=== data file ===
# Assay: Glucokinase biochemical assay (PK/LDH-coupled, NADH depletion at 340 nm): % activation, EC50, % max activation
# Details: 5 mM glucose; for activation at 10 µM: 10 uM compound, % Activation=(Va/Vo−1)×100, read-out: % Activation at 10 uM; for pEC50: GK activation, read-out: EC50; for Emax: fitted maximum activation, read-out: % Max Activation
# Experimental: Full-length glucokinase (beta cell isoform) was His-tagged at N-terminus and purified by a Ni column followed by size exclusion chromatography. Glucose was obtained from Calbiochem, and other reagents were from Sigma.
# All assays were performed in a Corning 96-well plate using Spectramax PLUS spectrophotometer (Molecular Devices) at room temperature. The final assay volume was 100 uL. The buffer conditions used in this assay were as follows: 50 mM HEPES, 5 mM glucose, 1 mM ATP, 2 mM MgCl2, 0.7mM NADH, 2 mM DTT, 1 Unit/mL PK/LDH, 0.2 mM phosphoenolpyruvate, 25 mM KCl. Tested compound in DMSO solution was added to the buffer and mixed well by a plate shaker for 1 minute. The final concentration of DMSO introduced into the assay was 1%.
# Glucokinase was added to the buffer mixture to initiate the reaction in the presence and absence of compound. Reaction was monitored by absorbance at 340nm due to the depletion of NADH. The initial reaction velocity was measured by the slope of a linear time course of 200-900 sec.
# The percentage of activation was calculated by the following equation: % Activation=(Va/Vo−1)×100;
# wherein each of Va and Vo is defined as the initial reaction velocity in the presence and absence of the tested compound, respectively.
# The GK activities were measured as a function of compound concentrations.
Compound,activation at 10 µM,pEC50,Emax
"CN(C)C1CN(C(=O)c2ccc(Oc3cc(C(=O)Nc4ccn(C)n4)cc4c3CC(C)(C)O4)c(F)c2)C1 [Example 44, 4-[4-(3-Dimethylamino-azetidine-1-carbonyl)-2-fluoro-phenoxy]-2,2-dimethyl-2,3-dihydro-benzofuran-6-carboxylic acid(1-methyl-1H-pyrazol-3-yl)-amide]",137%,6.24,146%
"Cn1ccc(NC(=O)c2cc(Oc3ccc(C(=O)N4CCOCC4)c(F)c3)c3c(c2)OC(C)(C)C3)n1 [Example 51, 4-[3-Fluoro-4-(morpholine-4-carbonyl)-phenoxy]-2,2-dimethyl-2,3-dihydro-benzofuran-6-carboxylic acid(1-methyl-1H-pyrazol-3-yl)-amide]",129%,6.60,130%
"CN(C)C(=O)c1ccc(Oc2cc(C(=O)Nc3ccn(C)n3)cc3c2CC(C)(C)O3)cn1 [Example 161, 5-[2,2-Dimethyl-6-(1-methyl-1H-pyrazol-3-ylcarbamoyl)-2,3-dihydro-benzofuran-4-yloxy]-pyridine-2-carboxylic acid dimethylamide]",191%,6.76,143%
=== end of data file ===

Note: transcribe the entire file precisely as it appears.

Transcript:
# Assay: Glucokinase biochemical assay (PK/LDH-coupled, NADH depletion at 340 nm): % activation, EC50, % max activation
# Details: 5 mM glucose; for activation at 10 µM: 10 uM compound, % Activation=(Va/Vo−1)×100, read-out: % Activation at 10 uM; for pEC50: GK activation, read-out: EC50; for Emax: fitted maximum activation, read-out: % Max Activation
# Experimental: Full-length glucokinase (beta cell isoform) was His-tagged at N-terminus and purified by a Ni column followed by size exclusion chromatography. Glucose was obtained from Calbiochem, and other reagents were from Sigma.
# All assays were performed in a Corning 96-well plate using Spectramax PLUS spectrophotometer (Molecular Devices) at room temperature. The final assay volume was 100 uL. The buffer conditions used in this assay were as follows: 50 mM HEPES, 5 mM glucose, 1 mM ATP, 2 mM MgCl2, 0.7mM NADH, 2 mM DTT, 1 Unit/mL PK/LDH, 0.2 mM phosphoenolpyruvate, 25 mM KCl. Tested compound in DMSO solution was added to the buffer and mixed well by a plate shaker for 1 minute. The final concentration of DMSO introduced into the assay was 1%.
# Glucokinase was added to the buffer mixture to initiate the reaction in the presence and absence of compound. Reaction was monitored by absorbance at 340nm due to the depletion of NADH. The initial reaction velocity was measured by the slope of a linear time course of 200-900 sec.
# The percentage of activation was calculated by the following equation: % Activation=(Va/Vo−1)×100;
# wherein each of Va and Vo is defined as the initial reaction velocity in the presence and absence of the tested compound, respectively.
# The GK activities were measured as a function of compound concentrations.
Compound,activation at 10 µM,pEC50,Emax
"CN(C)C1CN(C(=O)c2ccc(Oc3cc(C(=O)Nc4ccn(C)n4)cc4c3CC(C)(C)O4)c(F)c2)C1 [Example 44, 4-[4-(3-Dimethylamino-azetidine-1-carbonyl)-2-fluoro-phenoxy]-2,2-dimethyl-2,3-dihydro-benzofuran-6-carboxylic acid(1-methyl-1H-pyrazol-3-yl)-amide]",137%,6.24,146%
"Cn1ccc(NC(=O)c2cc(Oc3ccc(C(=O)N4CCOCC4)c(F)c3)c3c(c2)OC(C)(C)C3)n1 [Example 51, 4-[3-Fluoro-4-(morpholine-4-carbonyl)-phenoxy]-2,2-dimethyl-2,3-dihydro-benzofuran-6-carboxylic acid(1-methyl-1H-pyrazol-3-yl)-amide]",129%,6.60,130%
"CN(C)C(=O)c1ccc(Oc2cc(C(=O)Nc3ccn(C)n3)cc3c2CC(C)(C)O3)cn1 [Example 161, 5-[2,2-Dimethyl-6-(1-methyl-1H-pyrazol-3-ylcarbamoyl)-2,3-dihydro-benzofuran-4-yloxy]-pyridine-2-carboxylic acid dimethylamide]",191%,6.76,143%